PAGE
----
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Old 07-24-2011, 07:52 AM   #1
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Rotating Tires

Lucy has now had her 16" LT tires for 9 months, and we have put about 15,000 miles on them. So far, so good. Now come the big question.

Do I rotate Lucy's tires, and in what format and frequency?

Brian
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Old 07-24-2011, 08:13 AM   #2
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Originally Posted by moosetags View Post
Lucy has now had her 16" LT tires for 9 months, and we have put about 15,000 miles on them. So far, so good. Now come the big question.

Do I rotate Lucy's tires, and in what format and frequency?

Brian
If it was a car or light truck, I'd say every 6,000 miles. Trailers, I'd say annually, or every 12,000 miles, when you check the brakes and pack the bearings (if applicable). Rotate front to rear only, on the side they're on, so you aren't cross-rotating them. It's really tough to get tire guys to admit it, but cross-rotating can contribute to belt separation.
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Old 07-24-2011, 08:47 AM   #3
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AS does recommend same side rotation. I do not include my spare for that reason, (never know where it might end up). My spare is OEM and has never been on the trailer and will only be used in an emergency til new replacement is installed.
When you do rotate make sure the mounting surface on both wheel and flange are corrosion free.

Bob
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Old 07-24-2011, 10:06 AM   #4
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Brian, I have a depth gauge for tires. I check the depth between knobs across the tires in 2 places for each tire. This tells me whether they are wearing unevenly which can mean either balance issues or over- or underinflation. It also tells me which tires are most worn. I keep records of my measurements so I can tell if anything is trending over time.

Since the trailer doesn't have drive tires, they wear pretty evenly, but one will be slightly more worn than others. I switch that one with the spare. If the trailer isn't level, I think one axle will wear tires more because more weight is on that axle, so that's something else to watch for.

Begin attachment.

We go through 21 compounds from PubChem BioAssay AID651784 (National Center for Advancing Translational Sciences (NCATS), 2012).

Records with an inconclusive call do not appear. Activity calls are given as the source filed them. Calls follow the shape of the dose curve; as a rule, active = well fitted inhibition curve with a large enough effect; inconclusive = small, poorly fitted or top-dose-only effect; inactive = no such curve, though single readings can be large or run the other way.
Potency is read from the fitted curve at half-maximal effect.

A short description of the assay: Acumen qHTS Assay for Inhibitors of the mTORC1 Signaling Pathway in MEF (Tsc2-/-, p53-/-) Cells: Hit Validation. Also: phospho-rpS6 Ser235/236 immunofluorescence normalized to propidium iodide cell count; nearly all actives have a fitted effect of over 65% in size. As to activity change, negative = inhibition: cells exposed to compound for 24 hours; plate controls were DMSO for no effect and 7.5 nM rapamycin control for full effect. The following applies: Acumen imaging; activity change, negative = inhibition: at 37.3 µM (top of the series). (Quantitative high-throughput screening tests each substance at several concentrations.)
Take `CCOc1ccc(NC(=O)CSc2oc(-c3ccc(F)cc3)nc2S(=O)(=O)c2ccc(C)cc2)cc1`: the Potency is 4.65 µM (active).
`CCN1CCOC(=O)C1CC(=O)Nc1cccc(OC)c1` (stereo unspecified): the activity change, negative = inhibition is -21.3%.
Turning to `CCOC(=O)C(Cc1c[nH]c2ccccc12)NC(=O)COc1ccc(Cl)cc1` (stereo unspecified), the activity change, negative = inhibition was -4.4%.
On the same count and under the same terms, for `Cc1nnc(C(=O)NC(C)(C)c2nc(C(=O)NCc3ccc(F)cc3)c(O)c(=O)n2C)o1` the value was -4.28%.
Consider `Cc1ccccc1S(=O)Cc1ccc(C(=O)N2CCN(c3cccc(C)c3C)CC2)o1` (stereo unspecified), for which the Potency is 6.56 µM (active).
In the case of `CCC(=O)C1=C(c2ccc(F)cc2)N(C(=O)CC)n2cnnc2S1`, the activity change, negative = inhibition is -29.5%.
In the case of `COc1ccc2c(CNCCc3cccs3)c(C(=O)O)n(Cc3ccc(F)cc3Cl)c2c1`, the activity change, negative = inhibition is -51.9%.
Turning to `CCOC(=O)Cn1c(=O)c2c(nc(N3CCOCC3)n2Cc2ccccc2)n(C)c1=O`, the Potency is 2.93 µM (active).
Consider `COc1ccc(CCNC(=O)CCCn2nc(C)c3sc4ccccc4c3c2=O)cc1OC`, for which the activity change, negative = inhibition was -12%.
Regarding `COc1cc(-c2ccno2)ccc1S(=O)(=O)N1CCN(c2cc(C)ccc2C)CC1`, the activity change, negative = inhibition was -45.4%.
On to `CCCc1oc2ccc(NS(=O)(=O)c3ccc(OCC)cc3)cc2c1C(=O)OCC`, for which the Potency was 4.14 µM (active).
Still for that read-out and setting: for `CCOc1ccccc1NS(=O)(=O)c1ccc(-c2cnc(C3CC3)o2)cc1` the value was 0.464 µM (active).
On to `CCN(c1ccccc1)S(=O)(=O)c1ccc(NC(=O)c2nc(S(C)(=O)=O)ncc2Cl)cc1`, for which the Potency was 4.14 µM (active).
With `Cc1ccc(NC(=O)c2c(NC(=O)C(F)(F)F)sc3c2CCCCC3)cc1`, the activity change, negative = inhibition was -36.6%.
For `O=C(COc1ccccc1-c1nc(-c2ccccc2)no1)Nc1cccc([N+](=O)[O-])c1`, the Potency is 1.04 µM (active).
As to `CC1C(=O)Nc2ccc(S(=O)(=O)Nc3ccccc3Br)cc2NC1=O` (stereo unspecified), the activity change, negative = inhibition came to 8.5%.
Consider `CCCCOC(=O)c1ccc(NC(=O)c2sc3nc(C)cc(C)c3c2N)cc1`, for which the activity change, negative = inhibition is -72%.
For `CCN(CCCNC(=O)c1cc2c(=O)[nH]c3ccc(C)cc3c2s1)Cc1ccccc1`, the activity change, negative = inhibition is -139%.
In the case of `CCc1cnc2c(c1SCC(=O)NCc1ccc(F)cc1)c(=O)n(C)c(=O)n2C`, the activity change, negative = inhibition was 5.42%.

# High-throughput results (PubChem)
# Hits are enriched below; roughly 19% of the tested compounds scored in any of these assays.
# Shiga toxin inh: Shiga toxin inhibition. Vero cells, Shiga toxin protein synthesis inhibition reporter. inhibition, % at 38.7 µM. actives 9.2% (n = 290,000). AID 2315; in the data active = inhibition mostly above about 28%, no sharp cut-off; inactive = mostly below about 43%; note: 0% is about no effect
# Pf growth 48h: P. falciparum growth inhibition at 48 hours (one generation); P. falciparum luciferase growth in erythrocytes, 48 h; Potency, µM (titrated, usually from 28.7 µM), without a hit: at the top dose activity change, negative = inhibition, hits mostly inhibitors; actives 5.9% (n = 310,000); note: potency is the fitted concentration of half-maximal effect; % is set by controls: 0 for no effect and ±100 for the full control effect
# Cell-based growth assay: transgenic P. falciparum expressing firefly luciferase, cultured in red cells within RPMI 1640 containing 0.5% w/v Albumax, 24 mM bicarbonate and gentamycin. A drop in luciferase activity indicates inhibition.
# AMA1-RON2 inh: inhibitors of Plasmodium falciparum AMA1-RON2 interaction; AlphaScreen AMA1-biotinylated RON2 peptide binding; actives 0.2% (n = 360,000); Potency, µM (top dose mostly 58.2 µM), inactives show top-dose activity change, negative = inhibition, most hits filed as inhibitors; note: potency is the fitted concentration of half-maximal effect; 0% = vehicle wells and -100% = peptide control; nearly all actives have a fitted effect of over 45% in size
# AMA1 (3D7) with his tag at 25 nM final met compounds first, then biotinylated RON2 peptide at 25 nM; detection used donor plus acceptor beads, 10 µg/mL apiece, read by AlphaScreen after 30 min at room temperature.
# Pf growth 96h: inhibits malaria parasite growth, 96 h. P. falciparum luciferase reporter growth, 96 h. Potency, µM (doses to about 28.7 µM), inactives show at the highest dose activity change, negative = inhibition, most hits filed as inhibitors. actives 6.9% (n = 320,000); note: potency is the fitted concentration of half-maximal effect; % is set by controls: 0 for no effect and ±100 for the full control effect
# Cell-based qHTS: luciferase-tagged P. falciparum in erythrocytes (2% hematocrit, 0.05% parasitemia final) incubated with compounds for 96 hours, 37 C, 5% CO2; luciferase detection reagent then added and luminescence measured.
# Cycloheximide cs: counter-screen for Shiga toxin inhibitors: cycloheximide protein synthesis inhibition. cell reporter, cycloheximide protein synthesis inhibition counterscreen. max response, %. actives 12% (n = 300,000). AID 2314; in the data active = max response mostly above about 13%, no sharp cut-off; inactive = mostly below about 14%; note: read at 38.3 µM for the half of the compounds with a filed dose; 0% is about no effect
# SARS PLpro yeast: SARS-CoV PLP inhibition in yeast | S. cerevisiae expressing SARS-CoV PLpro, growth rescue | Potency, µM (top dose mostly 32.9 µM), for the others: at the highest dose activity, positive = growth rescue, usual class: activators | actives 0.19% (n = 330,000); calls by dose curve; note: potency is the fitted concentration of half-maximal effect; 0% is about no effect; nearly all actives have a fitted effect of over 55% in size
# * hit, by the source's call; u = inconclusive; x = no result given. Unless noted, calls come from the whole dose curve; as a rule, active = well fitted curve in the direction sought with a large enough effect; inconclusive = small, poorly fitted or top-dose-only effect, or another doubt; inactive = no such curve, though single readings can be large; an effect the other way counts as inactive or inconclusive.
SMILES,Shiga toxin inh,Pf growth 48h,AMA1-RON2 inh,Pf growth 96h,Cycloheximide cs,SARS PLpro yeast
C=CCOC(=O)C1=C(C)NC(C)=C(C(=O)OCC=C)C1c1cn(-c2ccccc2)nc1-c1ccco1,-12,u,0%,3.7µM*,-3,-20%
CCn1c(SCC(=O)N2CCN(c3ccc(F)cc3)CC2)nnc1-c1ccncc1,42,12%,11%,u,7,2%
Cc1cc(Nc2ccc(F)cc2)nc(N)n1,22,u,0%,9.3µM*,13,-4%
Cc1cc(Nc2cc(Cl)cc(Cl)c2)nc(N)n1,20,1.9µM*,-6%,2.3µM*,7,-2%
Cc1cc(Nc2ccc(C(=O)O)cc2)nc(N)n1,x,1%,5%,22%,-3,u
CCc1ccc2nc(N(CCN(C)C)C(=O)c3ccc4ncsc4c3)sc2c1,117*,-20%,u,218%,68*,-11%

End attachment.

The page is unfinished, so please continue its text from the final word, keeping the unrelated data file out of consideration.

My understanding it is no longer necessary that radials only roll one way. If Airstream recommends it, that means to me they are behind the times—that would be no surprise. It is possible that ST tires do have to roll one way, but I don't think it is true of LT tires.

I use the depth gauge on our Tundra and 4Runner. Drive tires wear faster than steering tires on rear drive vehicles, so they get rotated more often—with either steering tires or spare. If I have a spare and wheel identical to the others, I include that in any rotation.

Vehicle manuals tell you to rotate in a pattern, but using the tire depth gauge shows me which tires really need to be rotated. Usually it is 2 or maybe 4 and that is a lot easier than rotating all of them. I'm more likely to rotate them if I don't have to rotate 15 tires, but maybe only 6 or 8 or whatever.

I check them periodically and I rarely need to rotate them at 5,000 or maybe even at 10,000 miles. Rotating the spare on the Airstream gets me 20% more tire wear. The 4Runner has 5 identical wheels and tires, the Tundra doesn't. With Toyotas I think you have to buy the Limited trim line to get 5 identical ones.

Any aftermarket store should have depth gauges. I paid around $11 for one. I have used this system for many years and it works for me. Tires are all wearing as expected, are even across the tread and all is well.

Gene
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